Branding cuts across trade barriers worldwide. Many of the world’s most successful businesses have been fueled by single or multiple company owned brands, most of which have cut across geographical barriers. In many instances, customers’ needs are universal and when a single brand comes to be identified with being responsive to a particular need, the chances for this brand to be accepted across several markets is high. Zara is among the world’s most valuable and youngest brand of retail apparel originating from Spain and now with a brand value of $5.95. Zara’s unique proposition is its ability to bring stylish and trendy apparel from design to retail at quick speed, most often in less than a month in contrast to the average industry rate of six months.

Top 15 World’s Most Valuable Brands 2008

BrandCountry of OriginBrand Value (in US$B)
Coca ColaUSA66.66
Mercedes BenzGermany25.57
Hewlett PackardUSA23.50
American ExpressUSA21.94

Source: Interbrand 2008

Brands are measured by its own unique value proposition and not by the originating country. Brands, protected by trademarks and patents, are identified as legal assets of business owners, and go beyond the country of origin. Thus, when trade barriers are set, they are immune from the same fate that commodity products and services suffer. Business owners with brands have the option to partner with stakeholders in other global markets who share the same passion for building and sustaining the brand in their home country.

In the last decade, more and more valuable brands have emerged from Asia in categories that are highly competitive worldwide. These include car manufacturing, appliances and technology.

World’s Most Valuable Brands 2008 From Asia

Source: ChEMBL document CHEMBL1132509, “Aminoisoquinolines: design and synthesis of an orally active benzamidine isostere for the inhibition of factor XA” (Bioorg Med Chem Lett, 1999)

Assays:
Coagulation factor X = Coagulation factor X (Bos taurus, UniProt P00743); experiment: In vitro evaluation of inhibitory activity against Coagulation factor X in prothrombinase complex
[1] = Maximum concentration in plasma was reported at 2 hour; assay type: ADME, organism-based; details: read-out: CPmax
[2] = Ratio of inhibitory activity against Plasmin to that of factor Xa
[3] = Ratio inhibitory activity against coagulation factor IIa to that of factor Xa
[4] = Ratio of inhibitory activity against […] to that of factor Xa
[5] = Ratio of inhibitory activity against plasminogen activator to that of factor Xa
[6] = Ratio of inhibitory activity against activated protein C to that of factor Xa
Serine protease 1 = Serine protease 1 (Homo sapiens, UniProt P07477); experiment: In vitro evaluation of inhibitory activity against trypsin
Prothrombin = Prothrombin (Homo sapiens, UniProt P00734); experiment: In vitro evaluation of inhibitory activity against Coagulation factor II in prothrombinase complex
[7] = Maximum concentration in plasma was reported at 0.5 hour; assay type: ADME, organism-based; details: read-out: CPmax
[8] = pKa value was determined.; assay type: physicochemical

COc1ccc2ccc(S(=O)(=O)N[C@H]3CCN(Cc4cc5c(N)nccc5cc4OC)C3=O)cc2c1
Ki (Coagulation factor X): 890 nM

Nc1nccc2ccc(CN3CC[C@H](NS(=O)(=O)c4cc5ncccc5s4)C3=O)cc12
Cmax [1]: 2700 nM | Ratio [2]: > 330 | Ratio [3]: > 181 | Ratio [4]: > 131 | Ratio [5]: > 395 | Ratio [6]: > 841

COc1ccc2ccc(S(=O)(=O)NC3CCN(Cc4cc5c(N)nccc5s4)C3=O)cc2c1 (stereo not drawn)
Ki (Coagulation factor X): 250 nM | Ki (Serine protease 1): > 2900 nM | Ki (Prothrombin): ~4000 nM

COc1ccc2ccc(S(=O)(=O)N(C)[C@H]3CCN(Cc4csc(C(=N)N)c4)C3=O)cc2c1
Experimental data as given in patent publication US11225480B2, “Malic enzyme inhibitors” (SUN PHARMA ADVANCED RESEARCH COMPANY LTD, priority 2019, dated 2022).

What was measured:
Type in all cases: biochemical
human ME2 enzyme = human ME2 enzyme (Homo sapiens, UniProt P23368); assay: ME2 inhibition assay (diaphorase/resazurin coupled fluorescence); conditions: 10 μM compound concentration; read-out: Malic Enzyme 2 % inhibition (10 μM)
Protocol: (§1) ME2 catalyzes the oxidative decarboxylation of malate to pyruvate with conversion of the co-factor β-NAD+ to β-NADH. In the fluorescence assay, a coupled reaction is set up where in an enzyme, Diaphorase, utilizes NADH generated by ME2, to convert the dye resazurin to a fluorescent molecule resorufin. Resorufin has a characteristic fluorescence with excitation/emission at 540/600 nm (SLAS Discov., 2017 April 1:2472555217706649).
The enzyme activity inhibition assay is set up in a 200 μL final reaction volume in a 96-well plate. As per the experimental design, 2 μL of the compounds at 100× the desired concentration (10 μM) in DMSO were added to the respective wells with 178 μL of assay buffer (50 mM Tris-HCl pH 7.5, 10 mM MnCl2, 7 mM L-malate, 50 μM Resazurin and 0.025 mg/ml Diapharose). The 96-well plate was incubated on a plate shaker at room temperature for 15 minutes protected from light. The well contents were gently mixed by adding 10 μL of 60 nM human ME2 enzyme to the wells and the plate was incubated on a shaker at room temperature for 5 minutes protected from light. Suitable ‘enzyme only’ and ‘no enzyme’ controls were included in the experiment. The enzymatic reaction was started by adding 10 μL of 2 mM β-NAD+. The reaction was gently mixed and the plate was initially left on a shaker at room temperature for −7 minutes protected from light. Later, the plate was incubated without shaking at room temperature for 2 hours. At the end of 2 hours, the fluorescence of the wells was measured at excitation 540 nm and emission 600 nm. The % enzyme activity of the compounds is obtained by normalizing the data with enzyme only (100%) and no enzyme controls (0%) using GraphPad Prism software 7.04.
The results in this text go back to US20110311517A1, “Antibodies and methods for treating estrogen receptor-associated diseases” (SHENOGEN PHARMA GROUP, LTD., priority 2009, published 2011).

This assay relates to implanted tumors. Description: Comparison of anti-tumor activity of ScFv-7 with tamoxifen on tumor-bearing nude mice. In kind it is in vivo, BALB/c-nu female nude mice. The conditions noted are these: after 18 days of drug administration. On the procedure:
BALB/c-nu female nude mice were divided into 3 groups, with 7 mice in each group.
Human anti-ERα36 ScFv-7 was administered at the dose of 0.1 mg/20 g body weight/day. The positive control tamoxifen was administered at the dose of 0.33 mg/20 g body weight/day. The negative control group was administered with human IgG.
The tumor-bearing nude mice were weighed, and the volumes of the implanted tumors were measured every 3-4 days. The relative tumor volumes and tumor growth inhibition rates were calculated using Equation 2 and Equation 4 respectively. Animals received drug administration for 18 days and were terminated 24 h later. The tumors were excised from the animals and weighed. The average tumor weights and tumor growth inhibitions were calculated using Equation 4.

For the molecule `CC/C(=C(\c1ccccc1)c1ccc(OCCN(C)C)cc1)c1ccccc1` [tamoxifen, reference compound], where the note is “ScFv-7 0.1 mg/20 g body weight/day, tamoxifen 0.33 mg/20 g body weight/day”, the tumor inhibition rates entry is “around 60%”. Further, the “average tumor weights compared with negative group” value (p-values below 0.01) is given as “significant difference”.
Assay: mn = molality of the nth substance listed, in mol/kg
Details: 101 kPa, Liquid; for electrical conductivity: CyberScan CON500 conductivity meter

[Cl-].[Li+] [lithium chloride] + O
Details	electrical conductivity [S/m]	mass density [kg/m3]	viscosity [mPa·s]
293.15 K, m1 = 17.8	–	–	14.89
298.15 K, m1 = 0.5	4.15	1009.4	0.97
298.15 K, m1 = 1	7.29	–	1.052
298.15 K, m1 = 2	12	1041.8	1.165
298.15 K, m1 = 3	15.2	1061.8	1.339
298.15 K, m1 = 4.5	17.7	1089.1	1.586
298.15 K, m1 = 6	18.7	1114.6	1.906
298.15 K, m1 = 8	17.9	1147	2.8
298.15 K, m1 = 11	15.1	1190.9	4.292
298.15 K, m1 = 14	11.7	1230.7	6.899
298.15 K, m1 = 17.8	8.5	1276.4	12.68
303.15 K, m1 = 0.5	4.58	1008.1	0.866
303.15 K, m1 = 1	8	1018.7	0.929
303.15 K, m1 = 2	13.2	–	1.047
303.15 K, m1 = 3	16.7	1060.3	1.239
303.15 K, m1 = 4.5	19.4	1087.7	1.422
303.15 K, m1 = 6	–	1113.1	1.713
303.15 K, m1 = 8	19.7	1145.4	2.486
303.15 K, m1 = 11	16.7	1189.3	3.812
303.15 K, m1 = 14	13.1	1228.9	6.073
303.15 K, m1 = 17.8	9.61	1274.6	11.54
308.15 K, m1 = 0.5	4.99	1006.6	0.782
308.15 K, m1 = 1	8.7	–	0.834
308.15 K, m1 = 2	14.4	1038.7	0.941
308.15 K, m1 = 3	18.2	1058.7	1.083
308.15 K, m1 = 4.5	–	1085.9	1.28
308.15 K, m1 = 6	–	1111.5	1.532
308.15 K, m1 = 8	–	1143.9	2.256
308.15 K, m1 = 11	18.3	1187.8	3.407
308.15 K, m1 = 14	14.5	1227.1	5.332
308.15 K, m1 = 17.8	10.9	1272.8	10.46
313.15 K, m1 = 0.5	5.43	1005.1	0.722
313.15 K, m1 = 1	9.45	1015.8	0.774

RankBrandCategoryOriginating CountryBrand Value (In US$B)
21SamsungConsumer ElectronicsRepublic of Korea17.68
25SonyConsumer electronicsJapan13.58
36CanonComputer hardwareJapan10.87
40NintendoConsumer electronicsJapan8.77
72HyundaiAutomotiveRepublic of Korea4.84
78PanasonicConsumer electronicsJapan4.28

Source: Interbrand 2008

Branding domestic products reduces the entry and proliferation of dumped foreign brands, products and commodities in developing countries. Developing nations are favorite dumping grounds for excessively manufactured foreign brands and commodities, also fueled by a prevailing colonial mentality among a massive customer segment. The right branding for domestic products and services guarantees a perception of quality that is parity or superior to foreign brands thus, creating fair if not more difficult competition for dumped foreign brands.

Brands provide for better trade, gross and net margins over commodity products and services that make it more appealing for trade partners worldwide. When commodity products and services are traded in open markets, trade buyers perceive that everything is generic and there is no one differentiation from one supplier to another. Thus, it becomes illogical for one supplier to acquire a better margin than the others. Commodity trade buyers take advantage and resort to pushing down prices at the lowest possible rate, never mind if fair trade is compromised. Not so, with branded goods and services where trade buyers are largely careful in the manner they carry the negotiations.

Brands bring pride of ownership on the negotiating table and a level of national patriotism for its owners. Provided business owners carry the same trade name, trademark and legal patents worldwide; knowingly, there is that innate feeling that one has done one’s country proud by contributing a Filipino-owned, designed, manufactured and marketed brand into the global free trade market.